Celebrating a decade of service

Launched a decade ago with a deal from U.S. cabler Showtime Networks, Dufferin Gate Productions rode the wave of Hollywood MOW shoots to become Canada's biggest service provider. It subsequently saw the MOW bubble burst, yet lived to tell the tale. Today, the Toronto prodco marches on - more healthy than ever, according to founder and president Patrick Whitley - but in a radically reimagined form.

Launched a decade ago with a deal from U.S. cabler Showtime Networks, Dufferin Gate Productions rode the wave of Hollywood MOW shoots to become Canada’s biggest service provider. It subsequently saw the MOW bubble burst, yet lived to tell the tale. Today, the Toronto prodco marches on – more healthy than ever, according to founder and president Patrick Whitley – but in a radically reimagined form.

Many of the American TV movies Dufferin Gate has produced – mostly for Showtime, but also for the likes of Paramount, Viacom and Columbia TriStar – may not be familiar to Canadian viewers, but numbering more than 100, they feature an impressive array of talent. Titles include: Beyond the Call (1995) with Sissy Spacek; Free of Eden (1997) with Sydney Poitier; Murder in a Small Town (1998) with Gene Wilder; Harlan County (1999) with Holly Hunter; Rated X (1999) with Emilio Estevez and Charlie Sheen; Possessed (1999) with Timothy Dalton and Christopher Plummer; and Last Call (2001) with Jeremy Irons and Neve Campbell.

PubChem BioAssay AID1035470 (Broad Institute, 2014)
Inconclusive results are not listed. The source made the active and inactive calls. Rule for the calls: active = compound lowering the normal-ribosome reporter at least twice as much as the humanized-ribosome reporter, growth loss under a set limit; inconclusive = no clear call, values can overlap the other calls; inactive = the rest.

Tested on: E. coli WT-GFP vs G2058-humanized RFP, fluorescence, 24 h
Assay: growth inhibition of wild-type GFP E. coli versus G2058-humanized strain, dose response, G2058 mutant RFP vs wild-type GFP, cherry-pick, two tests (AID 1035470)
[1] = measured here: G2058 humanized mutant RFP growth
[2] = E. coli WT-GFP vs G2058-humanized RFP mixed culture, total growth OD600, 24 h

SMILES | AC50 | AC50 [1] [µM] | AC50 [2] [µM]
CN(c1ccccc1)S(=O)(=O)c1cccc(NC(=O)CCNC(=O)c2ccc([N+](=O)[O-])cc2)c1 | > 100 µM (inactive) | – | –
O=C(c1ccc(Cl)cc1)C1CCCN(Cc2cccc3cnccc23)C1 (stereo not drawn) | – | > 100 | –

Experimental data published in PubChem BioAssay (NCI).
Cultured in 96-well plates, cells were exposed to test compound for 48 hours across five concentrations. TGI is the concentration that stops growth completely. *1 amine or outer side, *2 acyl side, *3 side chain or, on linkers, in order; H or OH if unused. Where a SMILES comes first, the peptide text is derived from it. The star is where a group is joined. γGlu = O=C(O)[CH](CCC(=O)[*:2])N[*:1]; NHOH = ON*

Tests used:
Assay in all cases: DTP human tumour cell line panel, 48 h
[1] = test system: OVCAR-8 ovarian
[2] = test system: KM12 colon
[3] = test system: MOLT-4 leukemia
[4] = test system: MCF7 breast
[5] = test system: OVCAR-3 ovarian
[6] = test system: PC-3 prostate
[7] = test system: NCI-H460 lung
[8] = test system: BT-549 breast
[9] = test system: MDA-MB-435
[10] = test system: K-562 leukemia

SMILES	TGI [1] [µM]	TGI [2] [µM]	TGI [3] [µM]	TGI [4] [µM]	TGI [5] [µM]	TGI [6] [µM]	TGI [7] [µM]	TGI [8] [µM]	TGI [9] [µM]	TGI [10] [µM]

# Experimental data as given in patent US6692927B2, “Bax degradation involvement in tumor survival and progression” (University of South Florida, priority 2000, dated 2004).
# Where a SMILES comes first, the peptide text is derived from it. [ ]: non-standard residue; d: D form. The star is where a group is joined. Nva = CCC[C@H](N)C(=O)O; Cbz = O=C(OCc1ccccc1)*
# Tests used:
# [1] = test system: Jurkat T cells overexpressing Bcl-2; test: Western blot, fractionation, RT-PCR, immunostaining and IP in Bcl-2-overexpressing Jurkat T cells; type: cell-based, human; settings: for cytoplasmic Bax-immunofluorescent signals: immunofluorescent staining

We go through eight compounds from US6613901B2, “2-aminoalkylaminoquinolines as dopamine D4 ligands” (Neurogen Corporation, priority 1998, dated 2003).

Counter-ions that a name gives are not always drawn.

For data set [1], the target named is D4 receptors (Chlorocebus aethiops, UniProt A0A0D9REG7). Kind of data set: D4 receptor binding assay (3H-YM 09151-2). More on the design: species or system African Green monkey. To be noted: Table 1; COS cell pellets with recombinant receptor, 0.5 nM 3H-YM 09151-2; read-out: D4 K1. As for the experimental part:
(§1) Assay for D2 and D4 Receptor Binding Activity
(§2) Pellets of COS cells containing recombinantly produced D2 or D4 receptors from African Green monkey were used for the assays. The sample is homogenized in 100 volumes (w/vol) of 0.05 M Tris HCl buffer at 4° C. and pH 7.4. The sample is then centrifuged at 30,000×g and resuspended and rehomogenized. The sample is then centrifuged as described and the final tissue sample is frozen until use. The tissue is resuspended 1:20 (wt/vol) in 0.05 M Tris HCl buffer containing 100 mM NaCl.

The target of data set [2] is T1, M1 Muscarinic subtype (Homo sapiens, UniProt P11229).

While Duffern Gate has no financial stake in its productions, its contribution to its projects is inestimable, with services including everything from overseeing preproduction and cash flow to handling labor issues, planning travel arrangements, location scouting, managing the hiring of creatives and crew and providing studio space.